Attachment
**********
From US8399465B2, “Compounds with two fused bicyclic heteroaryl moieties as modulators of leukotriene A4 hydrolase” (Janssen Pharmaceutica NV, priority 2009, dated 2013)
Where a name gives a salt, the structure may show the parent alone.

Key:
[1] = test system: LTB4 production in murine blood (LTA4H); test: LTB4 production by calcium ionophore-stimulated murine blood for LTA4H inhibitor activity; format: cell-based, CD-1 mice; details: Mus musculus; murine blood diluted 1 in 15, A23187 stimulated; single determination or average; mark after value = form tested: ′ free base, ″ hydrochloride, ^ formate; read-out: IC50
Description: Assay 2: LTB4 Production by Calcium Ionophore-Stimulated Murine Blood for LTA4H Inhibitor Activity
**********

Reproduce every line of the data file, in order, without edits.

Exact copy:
From US8399465B2, “Compounds with two fused bicyclic heteroaryl moieties as modulators of leukotriene A4 hydrolase” (Janssen Pharmaceutica NV, priority 2009, dated 2013)
Where a name gives a salt, the structure may show the parent alone.

Key:
[1] = test system: LTB4 production in murine blood (LTA4H); test: LTB4 production by calcium ionophore-stimulated murine blood for LTA4H inhibitor activity; format: cell-based, CD-1 mice; details: Mus musculus; murine blood diluted 1 in 15, A23187 stimulated; single determination or average; mark after value = form tested: ′ free base, ″ hydrochloride, ^ formate; read-out: IC50
Description: Assay 2: LTB4 Production by Calcium Ionophore-Stimulated Murine Blood for LTA4H Inhibitor Activity